i live a very secure life. i have my moments of personal insecurity–as many as most, a few less than some, a few more than others. i’ve experienced enough cognitive dissonance to spin me into depression that has kept me from fully functioning. but i live a very secure life. i know there are evil people in my world–not the world, my world. i’m sure there are people in my community who have committed unspeakable acts. i may have even encountered them. but i do not fear that evil. that’s not to say that i don’t take reasonable precautions or that i live in a self-generated bubble in which i think i could never be the victim of an unspeakable act. it’s simply to say that such unspeakable acts are not a daily reality i must confront.
on tuesday, as i listened to my usual dose of NPR while getting ready for the day, i heard a story about healing women and children who have been raped as an act of war, followed by a story about an american doctor affiliated with harvard who has tried to help her congolese colleagues. when the story started, my tendency to socially conscious outrage was immediately piqued. as was my academic interest in feminism and women’s issues. but i couldn’t maintain the distance necessary to have those reactions. these stories recounted such unadulterated evil that there was no way i could simply listen in outrage and interest. instead i stopped what i was doing, sat down and cried as i listened to stories about women and girls–little girls of 10 or 11–who had been brutally violated as an act of war. and about people who give everything to help them.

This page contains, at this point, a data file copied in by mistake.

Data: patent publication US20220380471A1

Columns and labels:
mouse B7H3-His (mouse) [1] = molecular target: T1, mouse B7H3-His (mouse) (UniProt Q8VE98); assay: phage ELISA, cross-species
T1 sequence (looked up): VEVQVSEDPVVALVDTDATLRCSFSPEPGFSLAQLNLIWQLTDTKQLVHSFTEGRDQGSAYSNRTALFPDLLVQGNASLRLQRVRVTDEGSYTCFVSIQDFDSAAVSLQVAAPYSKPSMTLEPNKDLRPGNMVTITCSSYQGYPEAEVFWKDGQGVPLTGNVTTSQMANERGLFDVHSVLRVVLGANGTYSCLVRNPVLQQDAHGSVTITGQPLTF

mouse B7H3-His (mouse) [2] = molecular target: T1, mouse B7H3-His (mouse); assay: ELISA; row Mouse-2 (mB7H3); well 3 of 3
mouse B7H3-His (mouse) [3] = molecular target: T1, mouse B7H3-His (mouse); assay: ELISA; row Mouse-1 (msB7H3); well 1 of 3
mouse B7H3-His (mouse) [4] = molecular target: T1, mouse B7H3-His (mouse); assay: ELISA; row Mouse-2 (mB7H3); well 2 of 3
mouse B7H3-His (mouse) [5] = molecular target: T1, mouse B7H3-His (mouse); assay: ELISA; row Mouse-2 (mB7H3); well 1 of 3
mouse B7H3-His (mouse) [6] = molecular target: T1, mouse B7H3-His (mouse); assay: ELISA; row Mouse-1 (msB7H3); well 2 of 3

those 15 minutes of radio time forced me to realize how very secure my life is. and how very helpless i feel about making any difference. i don’t know yet what i can do–which organizations i can support, what work i could do remotely, how i can speak up about the cause to my own government. i plan to find out and, when i do, i’ll share what i learn. but in the mean time, i’m asking you to take 15 minutes and listen. it will be hard. these are devastating stories. but please–honor these women and girls, and the people trying to help them, enough to know their stories.